It’s not common that a person likes being told what to do. Most people will bristle at having orders barked at them, or even being told a decision they’re about to make isn’t the best one. The term for this is psychological reactance, which is our neurological response to having our freedom and autonomy threatened in some way. We can even overcompensate when someone tells us what to do or even just makes a suggestion. There have been studies which find we’re more likely to do something we weren’t originally even thinking about doing, because someone told us not to do it.
Anti-litter campaigns have had difficulty with this. Presenting their message as “Don’t Litter” has been met with resistance, and in some cases, has caused littering to increase. A different approach, such as signage simply showing the monetary fines for littering, or messages such as “Help keep Our Town Beautiful” have been much more successful. They’re not telling someone not to do something. Instead, they’re reaching toward our desire to be a part of a community effort toward something good.
Earlier I spoke about someone telling me I needed a parachute before jumping out of an airplane, and me being so psychologically resistant that I would really have to tell myself to do so even though I know it’s probably a good idea. People who might overreact to feeling like their autonomy is being threatened tend to do the opposite out of spite.
In a Psychology Today article entitled “Why We Hate People Telling Us What to Do,” Dr. Elizabeth Dorrance Hall wrote succinctly on this concept:
People who strongly feel reactance in response to threats to freedom feel an urge to do something. That something can be restoring one’s freedom by rebelling against the advised or prescribed action. If told to wear your seat belt, you might leave it unbuckled on purpose. This type of reaction is called “direct restoration.” Other options include deciding to like the prescribed action; in other words, changing your mind about how you feel about seatbelts or thinking, “I wanted to start wearing my seatbelt anyway!” Or, lastly, denying that a threat to freedom ever existed in the first place.
We desire autonomy, and the idea that someone else might be governing us makes us react to potentially helpful information in a negative way. Teenagers will often do the opposite of what their parents say, purely because they are seeking their own autonomy and freedom. Astute parents do more than just say “No.” When it’s an important enough concept to get across, they make the effort provide helpful information to help the child understand the reason or reasons behind that “No.” This is definitely not easy, and it is not always immediately successful. The child’s brain has not yet formed the ability to understand long-term consequence. At times, all those parents can do is plant a seed for that concept and hope it will take root later. A child, especially a teenager who feels they are approaching adulthood and know what they need to know, will engage in direct restoration. They will do this sometimes even knowing that the advice they are receiving is good advice, but is still a threat to their autonomy.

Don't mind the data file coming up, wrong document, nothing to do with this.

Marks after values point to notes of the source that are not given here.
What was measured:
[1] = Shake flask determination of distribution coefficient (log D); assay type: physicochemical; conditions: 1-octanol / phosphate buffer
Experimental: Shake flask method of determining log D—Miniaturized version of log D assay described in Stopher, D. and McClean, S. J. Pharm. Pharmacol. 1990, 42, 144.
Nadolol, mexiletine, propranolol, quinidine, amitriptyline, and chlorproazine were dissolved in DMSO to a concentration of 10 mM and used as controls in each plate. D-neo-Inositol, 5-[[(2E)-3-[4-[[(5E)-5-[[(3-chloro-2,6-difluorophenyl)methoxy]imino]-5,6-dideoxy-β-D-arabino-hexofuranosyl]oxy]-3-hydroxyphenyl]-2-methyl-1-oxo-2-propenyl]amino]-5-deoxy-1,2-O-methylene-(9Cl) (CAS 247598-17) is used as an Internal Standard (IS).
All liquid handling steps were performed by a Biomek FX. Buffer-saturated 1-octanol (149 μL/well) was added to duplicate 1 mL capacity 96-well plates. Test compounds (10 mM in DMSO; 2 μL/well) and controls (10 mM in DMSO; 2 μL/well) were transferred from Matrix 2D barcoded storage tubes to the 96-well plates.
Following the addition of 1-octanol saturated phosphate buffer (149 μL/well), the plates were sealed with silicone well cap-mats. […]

There is an entire scene in the musical The Fantasticks which plays on this problem. The fathers of the protagonist characters are feuding, so they put up a wall between their houses and forbid the kids from seeing each other. Of course, this makes the kids want the relationship even more. It turns out that the feud had been a ruse all along. The fathers actually want the kids to fall in love, so they purposefully told them it wasn’t permitted. Soon this plot is revealed when the fathers meet in secret, patting each other on the back for their cleverness. They then sing the song “Never Say No.”
The next time someone asks you a question about your plans, or makes a suggestion regarding something they believe would be good for you, take a moment to step outside of yourself and examine your natural emotional reaction. Do you immediately accept the information, or do you feel resistance to it?
Understanding this can help you to control how you feel about someone else offering you advice. I frequently suggest asking questions about information you are receiving. In the case of someone making a suggestion, or even giving you an order, the question that you can ask yourself which might help the way you feel is, “How is this infringing upon my freedom?” You have autonomy over yourself. If you choose to be selectively apathetic about the information and/or its source, you can then step away from its immediate impact on your emotional state. You can avoid psychological reactance by understanding that no one can actually tell you what to do. You have ultimate power over your life. If someone makes a suggestion to us, they are not trying to wrestle control of our life from us. It could even be possible that their information is useful.
Putting yourself in the shoes of the person making the suggestion can also be helpful. Asking questions about their motivation for making the suggestion, such as: “Why are they telling me this? How do they benefit? Are their motives altruistic or selfish? Are they interested in helping me, or are they trying to control me for their own gain?” These are questions we are much less likely to be able to get to, if we are in a state of psychological reactance. We can easily choose to be apathetic about them and their motives, because in the end, they don’t actually have power over us.